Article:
Washington, D.C., May 12, 2009—European Union authorities are reportedly on the verge of announcing that Intel has been found guilty of abusing its dominant market position by practicing so called “predatory pricing” (selling below cost) and offering substantial rebates to retain market share and undermine Advanced Micro Devices (AMD), its archrival in the microprocessor industry. Advance reports suggest that the fine could exceed US$1 billion.
“The EU should not rejoice at this seeming triumph over American big business,” said Wayne Crews, Vice President for Policy at the Competitive Enterprise Institute. “Instead, it should ponder if its policies actually make Europe hospitable for innovation. Reforms are needed if Europe really wants to sustain a competitive, knowledge-based economy, and not merely the most regulated one. Imposing billions of dollars of fines on the most conspicuous wealth creators is not the way to go.”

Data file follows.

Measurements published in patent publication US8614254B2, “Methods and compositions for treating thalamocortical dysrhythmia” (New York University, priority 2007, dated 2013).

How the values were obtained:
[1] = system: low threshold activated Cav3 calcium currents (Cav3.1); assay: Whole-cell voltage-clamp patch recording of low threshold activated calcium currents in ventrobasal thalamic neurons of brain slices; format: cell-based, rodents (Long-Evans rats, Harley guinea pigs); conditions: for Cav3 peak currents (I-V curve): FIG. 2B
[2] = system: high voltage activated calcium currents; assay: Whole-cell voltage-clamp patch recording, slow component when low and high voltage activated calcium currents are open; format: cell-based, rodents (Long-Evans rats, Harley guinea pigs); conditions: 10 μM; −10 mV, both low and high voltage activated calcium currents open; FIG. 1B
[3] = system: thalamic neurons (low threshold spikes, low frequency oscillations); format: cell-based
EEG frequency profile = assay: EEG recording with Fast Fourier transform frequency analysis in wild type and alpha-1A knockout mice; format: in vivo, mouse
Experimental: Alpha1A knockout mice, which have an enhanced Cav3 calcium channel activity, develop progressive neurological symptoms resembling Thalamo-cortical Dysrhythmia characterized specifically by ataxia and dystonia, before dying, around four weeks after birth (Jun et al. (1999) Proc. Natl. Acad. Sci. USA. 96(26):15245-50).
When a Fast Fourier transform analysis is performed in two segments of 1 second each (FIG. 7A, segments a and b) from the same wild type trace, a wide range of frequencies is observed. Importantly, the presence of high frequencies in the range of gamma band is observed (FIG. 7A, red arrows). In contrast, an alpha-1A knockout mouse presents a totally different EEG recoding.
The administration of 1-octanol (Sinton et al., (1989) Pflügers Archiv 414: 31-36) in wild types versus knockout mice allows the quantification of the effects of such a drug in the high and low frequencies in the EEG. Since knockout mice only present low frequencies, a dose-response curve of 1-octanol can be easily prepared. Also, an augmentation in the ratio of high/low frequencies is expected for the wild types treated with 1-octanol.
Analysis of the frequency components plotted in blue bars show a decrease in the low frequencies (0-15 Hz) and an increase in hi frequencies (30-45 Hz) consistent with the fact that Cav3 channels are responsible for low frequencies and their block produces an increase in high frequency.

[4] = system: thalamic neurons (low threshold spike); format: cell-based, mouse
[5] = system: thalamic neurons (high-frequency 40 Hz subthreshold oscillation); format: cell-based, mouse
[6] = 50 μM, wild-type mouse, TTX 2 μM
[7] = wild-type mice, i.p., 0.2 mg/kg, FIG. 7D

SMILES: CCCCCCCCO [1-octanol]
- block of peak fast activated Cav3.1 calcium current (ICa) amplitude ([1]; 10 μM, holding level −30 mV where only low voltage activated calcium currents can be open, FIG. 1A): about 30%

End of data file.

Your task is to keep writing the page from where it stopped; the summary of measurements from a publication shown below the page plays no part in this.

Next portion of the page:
“The microprocessor business has been a poster child for vibrant competition for several years,” said Ryan Radia, Information Policy Analyst. “Especially since Intel unveiled its Core microarchitecture in 2006 to compete with AMD’s K8 series, consumers have benefited from an intense and prolonged price war that shows no signs of letting up. Despite Intel’s successes in the desktop processor marketplace, Intel faces an uphill battle in the mobile phone processor market, where AMD and Samsung are far ahead.”
“Predatory pricing is an old scarecrow of antitrust enforcement,” said Crews. “Empirical research has shown that as far back as the Standard Oil case in the early 20th century, most instances of alleged ‘predatory pricing’ have actually been cases of superior efficiency. Nevertheless, the European Union’s competition authorities have concluded that Intel has engaged in exactly this form of irrational behavior.”
“Antitrust regulation in the new economy is a new face of the old ‘industrial policy,’ allowing bureaucrats to manipulate economic outcomes and favor companies dearer to them than consumer choice,” said Radia. “European competition law in particular allows policymakers to intervene at will, increasing uncertainty, damaging wealth creation and consumer well-being.”
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